Great garden tips for September

Symphyotricum novi-belgii 'Crimson Cascade'. Photo: Keith Clouting

Symphyotricum novi-belgii 'Crimson Cascade'. Photo: Keith Clouting - Credit: Archant

Taverham Nursery Centre’s expert plantsman Keith Clouting’s autumn advice

Heliopsis heliathoides var. scarber 'Summer Nights'. Photo: Keith Clouting

Heliopsis heliathoides var. scarber 'Summer Nights'. Photo: Keith Clouting - Credit: Archant

Some of the most colourful perennials for late summer colour are Symphyotrichum, formally known as asters. This group of plants, also commonly known as Michaelmas daisies, flower from the end of July through late summer and autumn.

An attractive dwarf variety is S.novae-angliae ‘Purple Dome’ which produces masses of deep purple daisy-like flowers with yellow centres on a plant around 60cm tall and wide. Like all Michaelmas daisies it’s a great source of nectar for butterflies and bees in late summer.

A fabulous taller variety is S.novae-angliae ‘Barr’s Blue’ which flowers from early September well into the autumn. Its violet-blue flowers, borne on 180cm stems, really glow in the late summer light. It’s well worth its space but best grown behind smaller perennials to hide its long stems which are often bare at the bottom.

A novi-belgii variety worth trying is ‘Crimson Brocade’. Growing to around 60-90cm, it has dazzling magenta-red flowers with a yellow centre which are excellent for cutting and long-lasting. Disease-wise novi-belgii varieties can be prone to mildew on dry soil or where air circulation is poor.

Symphyotricum novae-angliae 'Barrs Blue'. Photo: Keith Clouting

Symphyotricum novae-angliae 'Barrs Blue'. Photo: Keith Clouting - Credit: Archant

One of the longest flowering is Aster x frikartii ‘Mönch’ which produces 8cm across lavender-blue flowers from August to late autumn, it also has good disease resistance and needs no staking its only problem is that, unlike many of the other varieties, rabbits seem to love it as well. Michaelmas daisies thrive in full sun or partial shade in moist rich soil, pinch back stems before mid-summer to make a bushier plant with more flowers and divide every three years or so to maintain vigour,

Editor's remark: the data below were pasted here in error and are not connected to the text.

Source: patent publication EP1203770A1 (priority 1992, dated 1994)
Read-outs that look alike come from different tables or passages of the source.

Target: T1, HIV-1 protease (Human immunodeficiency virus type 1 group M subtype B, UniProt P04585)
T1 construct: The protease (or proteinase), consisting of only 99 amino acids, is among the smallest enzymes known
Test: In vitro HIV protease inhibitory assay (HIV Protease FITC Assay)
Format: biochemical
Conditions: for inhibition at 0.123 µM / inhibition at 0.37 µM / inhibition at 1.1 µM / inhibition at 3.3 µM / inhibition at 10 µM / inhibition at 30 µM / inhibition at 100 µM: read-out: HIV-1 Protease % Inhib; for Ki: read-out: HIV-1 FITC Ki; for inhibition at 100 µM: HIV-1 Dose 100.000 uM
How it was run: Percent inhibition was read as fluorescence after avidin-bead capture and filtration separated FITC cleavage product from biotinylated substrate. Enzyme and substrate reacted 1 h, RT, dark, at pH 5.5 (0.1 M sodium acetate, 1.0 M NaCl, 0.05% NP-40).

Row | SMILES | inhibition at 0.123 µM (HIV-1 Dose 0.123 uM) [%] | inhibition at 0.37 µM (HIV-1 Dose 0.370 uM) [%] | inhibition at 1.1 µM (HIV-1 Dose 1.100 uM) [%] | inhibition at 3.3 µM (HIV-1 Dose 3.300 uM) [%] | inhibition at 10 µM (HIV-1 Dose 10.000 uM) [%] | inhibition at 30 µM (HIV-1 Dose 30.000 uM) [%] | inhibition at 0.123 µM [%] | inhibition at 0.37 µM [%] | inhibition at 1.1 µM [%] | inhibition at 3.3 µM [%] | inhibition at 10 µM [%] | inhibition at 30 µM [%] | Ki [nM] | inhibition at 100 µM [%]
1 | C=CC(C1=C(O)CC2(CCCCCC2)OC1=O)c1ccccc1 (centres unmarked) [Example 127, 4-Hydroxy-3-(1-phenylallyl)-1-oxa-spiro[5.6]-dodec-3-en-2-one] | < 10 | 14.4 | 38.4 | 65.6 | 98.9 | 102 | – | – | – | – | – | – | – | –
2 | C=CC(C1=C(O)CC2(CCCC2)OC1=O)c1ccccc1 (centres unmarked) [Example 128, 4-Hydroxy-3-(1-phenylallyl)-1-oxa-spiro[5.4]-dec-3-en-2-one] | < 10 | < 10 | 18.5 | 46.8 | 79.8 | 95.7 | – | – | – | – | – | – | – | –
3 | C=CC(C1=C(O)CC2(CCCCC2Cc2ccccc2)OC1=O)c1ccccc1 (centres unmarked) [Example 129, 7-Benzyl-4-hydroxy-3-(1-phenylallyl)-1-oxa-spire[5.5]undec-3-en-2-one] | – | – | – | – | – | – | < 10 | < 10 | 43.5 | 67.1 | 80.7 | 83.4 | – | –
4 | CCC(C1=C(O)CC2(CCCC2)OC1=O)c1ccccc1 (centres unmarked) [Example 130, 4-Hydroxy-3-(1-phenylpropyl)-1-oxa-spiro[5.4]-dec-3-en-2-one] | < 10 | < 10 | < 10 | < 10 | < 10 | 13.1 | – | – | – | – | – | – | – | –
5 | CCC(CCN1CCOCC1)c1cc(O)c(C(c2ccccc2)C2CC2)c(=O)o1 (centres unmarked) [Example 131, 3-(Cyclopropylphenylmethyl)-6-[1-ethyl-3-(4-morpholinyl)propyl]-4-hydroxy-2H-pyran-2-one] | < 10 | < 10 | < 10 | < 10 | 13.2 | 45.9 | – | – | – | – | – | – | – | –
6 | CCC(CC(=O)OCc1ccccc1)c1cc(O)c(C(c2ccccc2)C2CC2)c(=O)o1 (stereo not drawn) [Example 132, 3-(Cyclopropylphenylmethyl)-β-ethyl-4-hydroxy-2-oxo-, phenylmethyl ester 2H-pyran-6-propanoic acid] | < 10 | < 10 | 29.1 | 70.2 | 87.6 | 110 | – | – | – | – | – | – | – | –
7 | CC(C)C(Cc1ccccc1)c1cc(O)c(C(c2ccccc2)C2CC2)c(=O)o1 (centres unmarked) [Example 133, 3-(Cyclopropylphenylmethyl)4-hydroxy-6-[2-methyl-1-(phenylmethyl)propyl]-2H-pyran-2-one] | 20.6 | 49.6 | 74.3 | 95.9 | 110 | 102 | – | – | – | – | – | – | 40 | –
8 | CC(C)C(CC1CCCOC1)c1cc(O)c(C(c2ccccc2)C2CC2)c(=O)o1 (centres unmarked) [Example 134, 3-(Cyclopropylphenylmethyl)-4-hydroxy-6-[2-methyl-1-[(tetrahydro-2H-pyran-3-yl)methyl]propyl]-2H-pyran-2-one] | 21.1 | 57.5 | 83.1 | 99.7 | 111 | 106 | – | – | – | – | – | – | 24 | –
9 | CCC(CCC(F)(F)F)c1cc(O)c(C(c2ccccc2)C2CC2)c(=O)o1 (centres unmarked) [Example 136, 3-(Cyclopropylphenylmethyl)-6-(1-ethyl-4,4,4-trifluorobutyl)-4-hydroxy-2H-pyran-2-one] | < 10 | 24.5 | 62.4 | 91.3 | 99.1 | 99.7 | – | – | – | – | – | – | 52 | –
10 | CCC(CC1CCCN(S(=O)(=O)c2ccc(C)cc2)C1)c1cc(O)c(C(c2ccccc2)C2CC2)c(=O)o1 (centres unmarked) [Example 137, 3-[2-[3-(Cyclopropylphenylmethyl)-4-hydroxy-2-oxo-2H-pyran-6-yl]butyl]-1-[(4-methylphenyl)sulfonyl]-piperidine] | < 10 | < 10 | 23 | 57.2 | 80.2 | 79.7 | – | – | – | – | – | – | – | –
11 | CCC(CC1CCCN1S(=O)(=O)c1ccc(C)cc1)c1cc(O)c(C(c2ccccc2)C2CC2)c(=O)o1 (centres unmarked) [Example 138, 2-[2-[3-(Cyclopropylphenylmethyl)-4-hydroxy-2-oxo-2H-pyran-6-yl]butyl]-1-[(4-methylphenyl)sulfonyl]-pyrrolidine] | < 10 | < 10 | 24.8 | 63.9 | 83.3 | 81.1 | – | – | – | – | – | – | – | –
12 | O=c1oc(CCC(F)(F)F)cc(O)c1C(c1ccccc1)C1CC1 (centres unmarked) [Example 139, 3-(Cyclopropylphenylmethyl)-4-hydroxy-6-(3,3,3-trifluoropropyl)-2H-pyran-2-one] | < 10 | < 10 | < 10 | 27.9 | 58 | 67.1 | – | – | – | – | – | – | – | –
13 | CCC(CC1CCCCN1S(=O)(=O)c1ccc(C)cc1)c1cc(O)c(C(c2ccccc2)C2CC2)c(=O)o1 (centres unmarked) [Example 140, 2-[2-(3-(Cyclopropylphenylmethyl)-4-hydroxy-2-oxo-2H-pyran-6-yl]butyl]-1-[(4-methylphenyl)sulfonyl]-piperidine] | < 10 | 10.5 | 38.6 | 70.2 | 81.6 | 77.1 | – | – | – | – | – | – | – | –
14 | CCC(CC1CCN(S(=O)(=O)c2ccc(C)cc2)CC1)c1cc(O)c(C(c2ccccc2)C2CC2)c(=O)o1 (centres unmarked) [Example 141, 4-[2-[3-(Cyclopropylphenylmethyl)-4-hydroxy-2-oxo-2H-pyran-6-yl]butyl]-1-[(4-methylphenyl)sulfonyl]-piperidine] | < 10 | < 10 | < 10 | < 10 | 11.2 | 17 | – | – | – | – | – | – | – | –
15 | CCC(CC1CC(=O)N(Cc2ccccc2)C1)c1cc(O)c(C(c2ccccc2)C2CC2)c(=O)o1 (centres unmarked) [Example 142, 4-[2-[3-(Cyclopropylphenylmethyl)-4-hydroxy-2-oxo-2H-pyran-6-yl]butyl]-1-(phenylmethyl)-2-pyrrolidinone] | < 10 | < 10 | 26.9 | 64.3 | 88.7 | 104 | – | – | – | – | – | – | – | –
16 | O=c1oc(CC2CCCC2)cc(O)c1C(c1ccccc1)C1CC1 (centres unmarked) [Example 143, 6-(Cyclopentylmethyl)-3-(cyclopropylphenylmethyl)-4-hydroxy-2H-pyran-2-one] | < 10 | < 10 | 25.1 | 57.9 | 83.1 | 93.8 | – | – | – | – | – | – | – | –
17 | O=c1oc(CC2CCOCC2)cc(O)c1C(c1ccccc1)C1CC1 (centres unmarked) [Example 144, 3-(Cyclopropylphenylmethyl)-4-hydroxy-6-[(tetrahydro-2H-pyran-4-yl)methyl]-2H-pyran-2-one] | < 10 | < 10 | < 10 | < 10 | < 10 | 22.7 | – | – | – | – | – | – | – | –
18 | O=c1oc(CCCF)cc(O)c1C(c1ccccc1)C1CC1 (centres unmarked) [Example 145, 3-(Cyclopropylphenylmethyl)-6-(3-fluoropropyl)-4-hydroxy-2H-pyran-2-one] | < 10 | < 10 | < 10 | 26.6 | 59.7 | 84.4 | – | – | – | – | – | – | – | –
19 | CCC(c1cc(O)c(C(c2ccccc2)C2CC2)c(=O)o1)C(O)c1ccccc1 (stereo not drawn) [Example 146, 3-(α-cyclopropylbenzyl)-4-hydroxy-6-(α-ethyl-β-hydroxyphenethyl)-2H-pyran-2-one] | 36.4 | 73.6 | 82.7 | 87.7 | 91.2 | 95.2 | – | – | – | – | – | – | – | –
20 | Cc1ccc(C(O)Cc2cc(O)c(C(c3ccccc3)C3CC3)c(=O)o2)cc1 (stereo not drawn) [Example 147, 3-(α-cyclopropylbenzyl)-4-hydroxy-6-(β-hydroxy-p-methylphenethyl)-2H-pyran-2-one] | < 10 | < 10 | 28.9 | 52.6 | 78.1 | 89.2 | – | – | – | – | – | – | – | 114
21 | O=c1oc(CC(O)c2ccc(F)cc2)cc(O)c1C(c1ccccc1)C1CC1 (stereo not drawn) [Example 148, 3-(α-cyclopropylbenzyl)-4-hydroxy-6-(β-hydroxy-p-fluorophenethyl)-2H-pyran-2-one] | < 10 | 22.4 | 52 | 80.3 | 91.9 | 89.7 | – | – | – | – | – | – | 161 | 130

Have you tried this Norfolk-made eco-fertiliser?

Symphyotricum novae-angliae 'Purple Dome'. Photo: Keith Clouting

Symphyotricum novae-angliae 'Purple Dome'. Photo: Keith Clouting - Credit: Archant

Plant of the month

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Heliopsis helianthoides var. scabra ‘Summer Nights’

This hardy, long lived, low maintenance perennial was introduced in the USA in 2004. Growing to around 120cm, its dark burgundy-red stems and tinged leaves are topped with a profusion of deep golden yellow flowers with a mahogany brown centre; these are produced over a long period from throughout the summer and autumn. ‘Summer Nights’ grows best in a sunny position but will still perform in partial shade, it will grow well in any reasonably fertile garden soil, including clay, and is even tolerant of dry soils once established and will flower the first year from seed, a perfect perennial for the middle or back of the border.

Ask Keith

I adore heucheras but the golden ones l planted this year have all got brown edges to the leaves, also some of my older plants are getting bare at the bottom will I have to replace them?

Your golden and yellow-leaved heucheras prefer more shade as they are susceptible to scorch in sun, especially if the soil is dry. Move them to a shadier position next spring for better results; the darker varieties, however, have a better colour in a sunny position. Older leggy plants can be lifted in spring and replanted to the level where the leaves are growing to make a more compact plant.

Catch up with Keith

Greenhouse shading can be removed at the end of the month to allow maximum light in throughout the duller autumn and winter months.

Deadhead dahlias and other late-flowering plants to keep the show going until the first frosts.

This is the last chance to sow crops such as radish, salad leaves and herbs to get a crop before winter.

Strawberry runners can be planted now for a crop next summer.

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